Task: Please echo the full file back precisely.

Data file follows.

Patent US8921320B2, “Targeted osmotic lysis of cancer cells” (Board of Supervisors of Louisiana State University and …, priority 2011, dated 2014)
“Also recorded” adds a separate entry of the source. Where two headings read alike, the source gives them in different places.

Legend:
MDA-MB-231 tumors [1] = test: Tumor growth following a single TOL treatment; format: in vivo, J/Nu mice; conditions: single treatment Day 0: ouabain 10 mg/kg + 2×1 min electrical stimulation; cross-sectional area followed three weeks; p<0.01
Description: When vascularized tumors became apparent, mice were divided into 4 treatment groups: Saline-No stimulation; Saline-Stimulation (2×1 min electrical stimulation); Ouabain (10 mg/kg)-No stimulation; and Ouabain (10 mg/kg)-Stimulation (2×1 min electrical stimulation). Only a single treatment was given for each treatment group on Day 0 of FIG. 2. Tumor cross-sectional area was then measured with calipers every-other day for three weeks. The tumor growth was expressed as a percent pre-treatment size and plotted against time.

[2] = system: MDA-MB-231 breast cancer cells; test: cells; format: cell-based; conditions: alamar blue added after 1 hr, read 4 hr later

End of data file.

Patent US8921320B2, “Targeted osmotic lysis of cancer cells” (Board of Supervisors of Louisiana State University and …, priority 2011, dated 2014)
“Also recorded” adds a separate entry of the source. Where two headings read alike, the source gives them in different places.

Legend:
MDA-MB-231 tumors [1] = test: Tumor growth following a single TOL treatment; format: in vivo, J/Nu mice; conditions: single treatment Day 0: ouabain 10 mg/kg + 2×1 min electrical stimulation; cross-sectional area followed three weeks; p<0.01
Description: When vascularized tumors became apparent, mice were divided into 4 treatment groups: Saline-No stimulation; Saline-Stimulation (2×1 min electrical stimulation); Ouabain (10 mg/kg)-No stimulation; and Ouabain (10 mg/kg)-Stimulation (2×1 min electrical stimulation). Only a single treatment was given for each treatment group on Day 0 of FIG. 2. Tumor cross-sectional area was then measured with calipers every-other day for three weeks. The tumor growth was expressed as a percent pre-treatment size and plotted against time.

[2] = system: MDA-MB-231 breast cancer cells; test: cells; format: cell-based; conditions: alamar blue added after 1 hr, read 4 hr later